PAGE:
For more than 50 years Tonke Dragt has been one of the most popular children’s authors in the Netherlands. In Germany, her two best-known books Der Brief für den König (A Letter to the King) and Das Geheimnis des siebten Weges (The Song of Seven) have become bestsellers. Time and time again, these two together with some of her further children’s books have been adapted to other media, such as films, audiobooks, and games. At the moment, Netflix is planning to adapt A Letter to the King into a TV series. Dragt’s novels have also been adapted for educational purposes.

While Dragt’s novels enjoy a tremendous popularity, her work has been widely neglected in academia. Both intermedial and interdisciplinary approaches to her work as well as specific literary-theoretical and historical perspectives on Dragt’s oeuvre are still a rare occurrence in the academic landscape. This conference aims at changing this situation and wants to provide a good foundation for future research.

Together with authors such as Paul Biegel, Otfried Preuβler, Michael Ende, and James Krüss, Tonke Dragt belongs to a generation of children’s book authors who did not follow the 1970s trend of realistic, problem-oriented children’s literature. Instead, they created adventurous and fantastic worlds in their literary texts, which addressed fundamental existentialist questions. In the same vein as the above mentioned authors, Dragt gains her inspiration from folk- and fairy tales, as well as from classic world literatures. Riddled with well-known quotations and references from these literatures, Dragt’s stories invite young readers to go on a literary treasure hunt. This postmodern aspect of her work, reminiscent of Michael Ende’s books, also offers new perspectives on German literatures of this time period. Particularly interesting for children’s literature research are also both her illustrations and the collages she orchestrates of her own work as well as those of other authors.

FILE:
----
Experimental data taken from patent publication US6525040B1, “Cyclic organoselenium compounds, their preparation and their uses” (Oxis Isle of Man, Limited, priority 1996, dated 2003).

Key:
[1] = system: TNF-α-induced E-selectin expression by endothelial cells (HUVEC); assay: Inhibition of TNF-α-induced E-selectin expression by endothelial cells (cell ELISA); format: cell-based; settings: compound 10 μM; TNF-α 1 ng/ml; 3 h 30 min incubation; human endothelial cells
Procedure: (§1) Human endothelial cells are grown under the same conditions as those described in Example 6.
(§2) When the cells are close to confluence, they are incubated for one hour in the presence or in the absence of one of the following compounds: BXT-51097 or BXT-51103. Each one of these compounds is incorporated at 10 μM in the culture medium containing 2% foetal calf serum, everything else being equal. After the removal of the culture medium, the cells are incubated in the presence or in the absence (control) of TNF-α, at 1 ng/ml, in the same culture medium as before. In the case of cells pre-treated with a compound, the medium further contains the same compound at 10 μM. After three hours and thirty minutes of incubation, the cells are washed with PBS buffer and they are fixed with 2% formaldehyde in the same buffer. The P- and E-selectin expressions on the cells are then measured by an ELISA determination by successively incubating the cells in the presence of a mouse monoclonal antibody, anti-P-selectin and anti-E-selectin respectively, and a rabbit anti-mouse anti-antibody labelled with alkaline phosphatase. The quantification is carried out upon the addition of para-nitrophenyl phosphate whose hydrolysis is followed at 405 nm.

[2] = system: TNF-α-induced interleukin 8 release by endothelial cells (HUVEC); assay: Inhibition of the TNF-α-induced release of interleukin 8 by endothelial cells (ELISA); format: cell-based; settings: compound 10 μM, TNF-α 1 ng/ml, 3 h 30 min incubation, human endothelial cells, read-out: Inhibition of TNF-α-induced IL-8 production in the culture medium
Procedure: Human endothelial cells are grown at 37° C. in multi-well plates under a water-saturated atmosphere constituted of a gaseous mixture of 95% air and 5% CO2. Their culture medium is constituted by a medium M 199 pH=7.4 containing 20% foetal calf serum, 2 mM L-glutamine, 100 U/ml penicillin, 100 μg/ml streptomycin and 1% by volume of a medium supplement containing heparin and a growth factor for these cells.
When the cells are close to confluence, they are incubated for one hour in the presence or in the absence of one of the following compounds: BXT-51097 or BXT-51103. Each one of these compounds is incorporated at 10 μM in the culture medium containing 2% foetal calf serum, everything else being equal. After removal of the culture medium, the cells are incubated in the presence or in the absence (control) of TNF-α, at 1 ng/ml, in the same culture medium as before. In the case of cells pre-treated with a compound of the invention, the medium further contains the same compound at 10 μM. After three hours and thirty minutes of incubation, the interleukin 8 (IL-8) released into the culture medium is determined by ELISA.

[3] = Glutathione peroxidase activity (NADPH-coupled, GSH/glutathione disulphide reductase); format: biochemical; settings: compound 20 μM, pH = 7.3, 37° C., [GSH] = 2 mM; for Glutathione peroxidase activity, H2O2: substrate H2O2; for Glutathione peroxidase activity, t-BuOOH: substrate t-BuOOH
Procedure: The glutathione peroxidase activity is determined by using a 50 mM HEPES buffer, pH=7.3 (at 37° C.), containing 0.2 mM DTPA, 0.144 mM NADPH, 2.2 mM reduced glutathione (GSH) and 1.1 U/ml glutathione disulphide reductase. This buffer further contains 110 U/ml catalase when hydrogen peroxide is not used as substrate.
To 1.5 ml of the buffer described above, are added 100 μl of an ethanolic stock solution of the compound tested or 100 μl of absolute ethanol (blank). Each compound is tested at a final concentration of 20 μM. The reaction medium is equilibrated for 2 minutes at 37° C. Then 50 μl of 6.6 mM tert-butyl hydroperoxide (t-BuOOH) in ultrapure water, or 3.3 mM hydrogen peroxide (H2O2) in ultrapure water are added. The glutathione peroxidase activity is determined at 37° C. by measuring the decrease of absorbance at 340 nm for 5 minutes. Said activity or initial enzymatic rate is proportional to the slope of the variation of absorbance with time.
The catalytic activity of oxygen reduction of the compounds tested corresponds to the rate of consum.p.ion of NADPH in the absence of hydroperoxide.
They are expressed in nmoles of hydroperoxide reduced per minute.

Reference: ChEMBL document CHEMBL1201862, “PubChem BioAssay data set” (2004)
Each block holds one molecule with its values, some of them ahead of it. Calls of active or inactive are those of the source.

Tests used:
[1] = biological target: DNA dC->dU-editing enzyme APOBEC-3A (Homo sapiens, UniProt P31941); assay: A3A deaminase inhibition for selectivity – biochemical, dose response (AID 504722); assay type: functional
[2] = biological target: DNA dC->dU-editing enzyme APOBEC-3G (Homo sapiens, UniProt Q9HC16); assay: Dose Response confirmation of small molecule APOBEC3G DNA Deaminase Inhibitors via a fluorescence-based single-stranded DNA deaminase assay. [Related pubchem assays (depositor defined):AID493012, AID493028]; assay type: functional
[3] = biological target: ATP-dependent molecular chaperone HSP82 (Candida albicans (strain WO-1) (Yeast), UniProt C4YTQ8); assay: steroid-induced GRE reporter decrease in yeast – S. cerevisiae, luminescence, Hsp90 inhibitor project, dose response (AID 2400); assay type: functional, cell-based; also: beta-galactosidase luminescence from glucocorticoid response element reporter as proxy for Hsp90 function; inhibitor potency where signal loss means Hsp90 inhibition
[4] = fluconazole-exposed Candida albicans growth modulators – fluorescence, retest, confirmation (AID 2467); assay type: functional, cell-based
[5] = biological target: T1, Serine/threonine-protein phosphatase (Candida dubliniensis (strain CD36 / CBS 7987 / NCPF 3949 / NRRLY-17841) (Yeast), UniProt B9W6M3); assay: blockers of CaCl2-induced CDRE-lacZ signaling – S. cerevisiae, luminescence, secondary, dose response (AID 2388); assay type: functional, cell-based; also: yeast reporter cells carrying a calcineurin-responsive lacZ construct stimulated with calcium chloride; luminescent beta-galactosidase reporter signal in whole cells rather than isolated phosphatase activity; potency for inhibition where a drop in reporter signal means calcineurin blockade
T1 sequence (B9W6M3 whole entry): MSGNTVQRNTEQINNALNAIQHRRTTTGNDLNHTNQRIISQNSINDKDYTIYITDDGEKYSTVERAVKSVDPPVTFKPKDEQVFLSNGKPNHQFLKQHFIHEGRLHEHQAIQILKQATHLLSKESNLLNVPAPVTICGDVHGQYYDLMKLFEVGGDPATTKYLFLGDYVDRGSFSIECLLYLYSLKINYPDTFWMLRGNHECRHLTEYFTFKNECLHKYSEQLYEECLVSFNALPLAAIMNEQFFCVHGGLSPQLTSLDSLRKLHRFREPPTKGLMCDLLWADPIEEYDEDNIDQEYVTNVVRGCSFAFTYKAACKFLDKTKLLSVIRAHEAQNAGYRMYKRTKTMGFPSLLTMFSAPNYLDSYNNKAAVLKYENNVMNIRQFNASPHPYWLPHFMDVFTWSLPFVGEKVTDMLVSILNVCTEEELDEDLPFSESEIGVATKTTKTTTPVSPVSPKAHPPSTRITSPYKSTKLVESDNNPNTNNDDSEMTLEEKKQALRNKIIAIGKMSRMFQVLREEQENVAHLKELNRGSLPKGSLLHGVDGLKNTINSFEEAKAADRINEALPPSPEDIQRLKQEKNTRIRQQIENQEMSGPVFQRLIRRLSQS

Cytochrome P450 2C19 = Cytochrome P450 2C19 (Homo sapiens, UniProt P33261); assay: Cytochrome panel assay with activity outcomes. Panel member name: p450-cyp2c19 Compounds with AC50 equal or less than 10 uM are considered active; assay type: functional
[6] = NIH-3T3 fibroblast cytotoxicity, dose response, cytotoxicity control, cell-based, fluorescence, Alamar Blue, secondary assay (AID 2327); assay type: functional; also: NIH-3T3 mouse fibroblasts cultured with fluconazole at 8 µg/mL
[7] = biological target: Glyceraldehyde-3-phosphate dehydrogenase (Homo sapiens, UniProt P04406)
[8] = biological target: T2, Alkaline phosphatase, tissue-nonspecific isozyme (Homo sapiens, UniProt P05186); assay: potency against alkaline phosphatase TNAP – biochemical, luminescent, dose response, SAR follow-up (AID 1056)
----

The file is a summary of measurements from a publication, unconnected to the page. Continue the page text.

Contributions in German, English or Dutch could address, but are not restricted to the following topics:

  • Biographical aspects
  • Tonke Dragt’s position in Dutch children’s literature
  • Genres in Dragt’s oeuvre
  • Analysis of Dragt’s books from critical perspectives such as ecocriticism, postcolonialism, comparative literature, narratology and translation studies
  • Interdisciplinary studies of Dragt’s illustrations of her own work and that of others
  • Media adaptations of Dragt’s work (film, television, audiobooks, games)
  • Adaptations of Dragt’s books for educational purposes
  • Dragt’s books in the discussion about the difference between popularity and canonicity

Abstracts (ca. 300 words) and a short academic biography should be sent before 30 November 2018 to the organizing committee: Dr. Jana Mikota, Siegen University, email: Mikota@germanistik.uni-siegen.de; Erik Dietrich, Siegen University, email: erik-dietrich@gmx.de; Prof.dr. Helma van Lierop-Debrauwer, Tilburg University, email: h.vanlierop@tilburguniversity.edu.

Travel expenses will be reimbursed provided that we get third-party funding for the conference. On the occasion of the author’s ninetieth birthday, we expect to publish a book with conference papers in the series Kinder- und Jugendliteratur intermedial (scheduled for 2020).

CFP – Special Issue of Cahiers victoriens et édouardiens: “Dear Child”: Talking to Children in Victorian and Edwardian Children’s Books

“Dear Child”: Talking to Children in Victorian and Edwardian Children’s Books
To be published in Cahiers victoriens et édouardiens 92 (autumn 2020)
https://journals.openedition.org/cve/